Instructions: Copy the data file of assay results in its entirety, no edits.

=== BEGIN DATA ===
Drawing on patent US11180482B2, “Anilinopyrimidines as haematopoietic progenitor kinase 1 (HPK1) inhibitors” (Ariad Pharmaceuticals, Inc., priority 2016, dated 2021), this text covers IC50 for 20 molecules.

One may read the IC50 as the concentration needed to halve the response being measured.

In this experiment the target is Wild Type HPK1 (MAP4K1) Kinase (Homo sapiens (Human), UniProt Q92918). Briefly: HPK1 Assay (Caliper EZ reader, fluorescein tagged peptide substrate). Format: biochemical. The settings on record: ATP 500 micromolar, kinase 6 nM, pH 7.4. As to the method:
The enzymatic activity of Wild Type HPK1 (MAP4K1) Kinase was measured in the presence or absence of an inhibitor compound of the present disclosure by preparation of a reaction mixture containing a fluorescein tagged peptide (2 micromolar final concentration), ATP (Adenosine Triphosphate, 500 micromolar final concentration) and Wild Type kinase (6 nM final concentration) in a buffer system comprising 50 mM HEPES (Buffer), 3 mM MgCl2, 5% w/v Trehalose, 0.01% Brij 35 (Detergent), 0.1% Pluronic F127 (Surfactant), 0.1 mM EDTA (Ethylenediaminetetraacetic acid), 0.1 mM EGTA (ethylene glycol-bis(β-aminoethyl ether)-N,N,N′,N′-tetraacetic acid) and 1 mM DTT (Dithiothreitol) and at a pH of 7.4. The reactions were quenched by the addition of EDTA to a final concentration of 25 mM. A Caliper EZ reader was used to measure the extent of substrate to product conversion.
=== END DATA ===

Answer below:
Drawing on patent US11180482B2, “Anilinopyrimidines as haematopoietic progenitor kinase 1 (HPK1) inhibitors” (Ariad Pharmaceuticals, Inc., priority 2016, dated 2021), this text covers IC50 for 20 molecules.

One may read the IC50 as the concentration needed to halve the response being measured.

In this experiment the target is Wild Type HPK1 (MAP4K1) Kinase (Homo sapiens (Human), UniProt Q92918). Briefly: HPK1 Assay (Caliper EZ reader, fluorescein tagged peptide substrate). Format: biochemical. The settings on record: ATP 500 micromolar, kinase 6 nM, pH 7.4. As to the method:
The enzymatic activity of Wild Type HPK1 (MAP4K1) Kinase was measured in the presence or absence of an inhibitor compound of the present disclosure by preparation of a reaction mixture containing a fluorescein tagged peptide (2 micromolar final concentration), ATP (Adenosine Triphosphate, 500 micromolar final concentration) and Wild Type kinase (6 nM final concentration) in a buffer system comprising 50 mM HEPES (Buffer), 3 mM MgCl2, 5% w/v Trehalose, 0.01% Brij 35 (Detergent), 0.1% Pluronic F127 (Surfactant), 0.1 mM EDTA (Ethylenediaminetetraacetic acid), 0.1 mM EGTA (ethylene glycol-bis(β-aminoethyl ether)-N,N,N′,N′-tetraacetic acid) and 1 mM DTT (Dithiothreitol) and at a pH of 7.4. The reactions were quenched by the addition of EDTA to a final concentration of 25 mM. A Caliper EZ reader was used to measure the extent of substrate to product conversion.